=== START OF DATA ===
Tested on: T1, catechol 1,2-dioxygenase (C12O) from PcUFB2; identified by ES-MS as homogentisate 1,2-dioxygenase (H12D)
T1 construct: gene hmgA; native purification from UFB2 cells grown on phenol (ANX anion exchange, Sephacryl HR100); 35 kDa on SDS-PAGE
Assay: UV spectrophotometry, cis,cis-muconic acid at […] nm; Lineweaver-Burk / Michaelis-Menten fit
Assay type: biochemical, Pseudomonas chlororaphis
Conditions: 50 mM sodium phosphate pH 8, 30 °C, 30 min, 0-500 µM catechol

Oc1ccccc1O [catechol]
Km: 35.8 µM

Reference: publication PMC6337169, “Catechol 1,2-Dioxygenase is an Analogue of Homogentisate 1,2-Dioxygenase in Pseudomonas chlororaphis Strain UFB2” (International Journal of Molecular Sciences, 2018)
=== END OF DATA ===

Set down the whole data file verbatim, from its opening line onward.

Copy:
Tested on: T1, catechol 1,2-dioxygenase (C12O) from PcUFB2; identified by ES-MS as homogentisate 1,2-dioxygenase (H12D)
T1 construct: gene hmgA; native purification from UFB2 cells grown on phenol (ANX anion exchange, Sephacryl HR100); 35 kDa on SDS-PAGE
Assay: UV spectrophotometry, cis,cis-muconic acid at […] nm; Lineweaver-Burk / Michaelis-Menten fit
Assay type: biochemical, Pseudomonas chlororaphis
Conditions: 50 mM sodium phosphate pH 8, 30 °C, 30 min, 0-500 µM catechol

Oc1ccccc1O [catechol]
Km: 35.8 µM

Reference: publication PMC6337169, “Catechol 1,2-Dioxygenase is an Analogue of Homogentisate 1,2-Dioxygenase in Pseudomonas chlororaphis Strain UFB2” (International Journal of Molecular Sciences, 2018)